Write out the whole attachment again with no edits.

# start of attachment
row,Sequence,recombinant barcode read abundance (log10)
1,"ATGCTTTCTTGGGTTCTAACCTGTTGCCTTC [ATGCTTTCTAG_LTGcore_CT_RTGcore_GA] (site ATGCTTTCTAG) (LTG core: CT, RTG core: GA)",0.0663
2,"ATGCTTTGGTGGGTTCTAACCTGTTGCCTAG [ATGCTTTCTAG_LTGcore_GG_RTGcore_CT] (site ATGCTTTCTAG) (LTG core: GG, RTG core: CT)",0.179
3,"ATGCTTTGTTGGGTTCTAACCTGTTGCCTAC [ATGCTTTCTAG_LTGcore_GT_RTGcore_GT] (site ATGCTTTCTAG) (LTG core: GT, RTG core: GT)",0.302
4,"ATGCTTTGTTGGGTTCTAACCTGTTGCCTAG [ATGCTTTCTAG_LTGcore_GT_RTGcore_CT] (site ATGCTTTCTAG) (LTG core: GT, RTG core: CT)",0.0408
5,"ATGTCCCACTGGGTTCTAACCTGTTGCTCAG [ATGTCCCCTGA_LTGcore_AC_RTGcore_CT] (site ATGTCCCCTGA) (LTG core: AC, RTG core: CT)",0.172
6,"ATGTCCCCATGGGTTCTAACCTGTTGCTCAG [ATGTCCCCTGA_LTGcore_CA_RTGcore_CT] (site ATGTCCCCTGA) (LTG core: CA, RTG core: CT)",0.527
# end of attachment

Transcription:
row,Sequence,recombinant barcode read abundance (log10)
1,"ATGCTTTCTTGGGTTCTAACCTGTTGCCTTC [ATGCTTTCTAG_LTGcore_CT_RTGcore_GA] (site ATGCTTTCTAG) (LTG core: CT, RTG core: GA)",0.0663
2,"ATGCTTTGGTGGGTTCTAACCTGTTGCCTAG [ATGCTTTCTAG_LTGcore_GG_RTGcore_CT] (site ATGCTTTCTAG) (LTG core: GG, RTG core: CT)",0.179
3,"ATGCTTTGTTGGGTTCTAACCTGTTGCCTAC [ATGCTTTCTAG_LTGcore_GT_RTGcore_GT] (site ATGCTTTCTAG) (LTG core: GT, RTG core: GT)",0.302
4,"ATGCTTTGTTGGGTTCTAACCTGTTGCCTAG [ATGCTTTCTAG_LTGcore_GT_RTGcore_CT] (site ATGCTTTCTAG) (LTG core: GT, RTG core: CT)",0.0408
5,"ATGTCCCACTGGGTTCTAACCTGTTGCTCAG [ATGTCCCCTGA_LTGcore_AC_RTGcore_CT] (site ATGTCCCCTGA) (LTG core: AC, RTG core: CT)",0.172
6,"ATGTCCCCATGGGTTCTAACCTGTTGCTCAG [ATGTCCCCTGA_LTGcore_CA_RTGcore_CT] (site ATGTCCCCTGA) (LTG core: CA, RTG core: CT)",0.527